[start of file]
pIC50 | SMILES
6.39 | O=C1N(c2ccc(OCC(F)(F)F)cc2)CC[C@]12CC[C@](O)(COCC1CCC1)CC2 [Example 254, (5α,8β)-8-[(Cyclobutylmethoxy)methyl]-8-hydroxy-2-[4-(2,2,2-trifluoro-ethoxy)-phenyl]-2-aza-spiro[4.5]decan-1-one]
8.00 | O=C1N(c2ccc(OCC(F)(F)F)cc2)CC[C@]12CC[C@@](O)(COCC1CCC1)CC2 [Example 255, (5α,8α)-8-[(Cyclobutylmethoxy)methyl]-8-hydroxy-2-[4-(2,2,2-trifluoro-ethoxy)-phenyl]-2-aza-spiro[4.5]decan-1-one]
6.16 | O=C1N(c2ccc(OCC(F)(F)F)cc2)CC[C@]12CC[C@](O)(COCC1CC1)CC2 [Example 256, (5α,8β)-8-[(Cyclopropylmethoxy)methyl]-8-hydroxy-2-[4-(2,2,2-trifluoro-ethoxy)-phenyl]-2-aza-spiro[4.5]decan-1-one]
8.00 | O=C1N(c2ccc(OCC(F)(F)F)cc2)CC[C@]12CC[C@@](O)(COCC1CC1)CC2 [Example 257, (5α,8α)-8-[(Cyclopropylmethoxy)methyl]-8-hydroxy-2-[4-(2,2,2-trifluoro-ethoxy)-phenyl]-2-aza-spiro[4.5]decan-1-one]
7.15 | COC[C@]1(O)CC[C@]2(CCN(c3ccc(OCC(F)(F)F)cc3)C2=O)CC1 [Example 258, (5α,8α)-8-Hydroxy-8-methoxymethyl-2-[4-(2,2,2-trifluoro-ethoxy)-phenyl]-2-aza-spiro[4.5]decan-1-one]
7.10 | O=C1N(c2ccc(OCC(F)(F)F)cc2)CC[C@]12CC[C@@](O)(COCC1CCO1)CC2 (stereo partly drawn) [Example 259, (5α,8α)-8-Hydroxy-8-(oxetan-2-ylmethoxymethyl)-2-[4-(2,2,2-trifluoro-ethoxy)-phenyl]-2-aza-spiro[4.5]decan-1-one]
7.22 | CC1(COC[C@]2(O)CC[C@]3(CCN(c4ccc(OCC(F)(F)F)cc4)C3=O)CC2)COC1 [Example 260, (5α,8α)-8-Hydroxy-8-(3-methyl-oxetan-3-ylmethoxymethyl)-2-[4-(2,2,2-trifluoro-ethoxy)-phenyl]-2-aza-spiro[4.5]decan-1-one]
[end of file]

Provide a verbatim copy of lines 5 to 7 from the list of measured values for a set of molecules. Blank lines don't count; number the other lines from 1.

8.00 | O=C1N(c2ccc(OCC(F)(F)F)cc2)CC[C@]12CC[C@@](O)(COCC1CC1)CC2 [Example 257, (5α,8α)-8-[(Cyclopropylmethoxy)methyl]-8-hydroxy-2-[4-(2,2,2-trifluoro-ethoxy)-phenyl]-2-aza-spiro[4.5]decan-1-one]
7.15 | COC[C@]1(O)CC[C@]2(CCN(c3ccc(OCC(F)(F)F)cc3)C2=O)CC1 [Example 258, (5α,8α)-8-Hydroxy-8-methoxymethyl-2-[4-(2,2,2-trifluoro-ethoxy)-phenyl]-2-aza-spiro[4.5]decan-1-one]
7.10 | O=C1N(c2ccc(OCC(F)(F)F)cc2)CC[C@]12CC[C@@](O)(COCC1CCO1)CC2 (stereo partly drawn) [Example 259, (5α,8α)-8-Hydroxy-8-(oxetan-2-ylmethoxymethyl)-2-[4-(2,2,2-trifluoro-ethoxy)-phenyl]-2-aza-spiro[4.5]decan-1-one]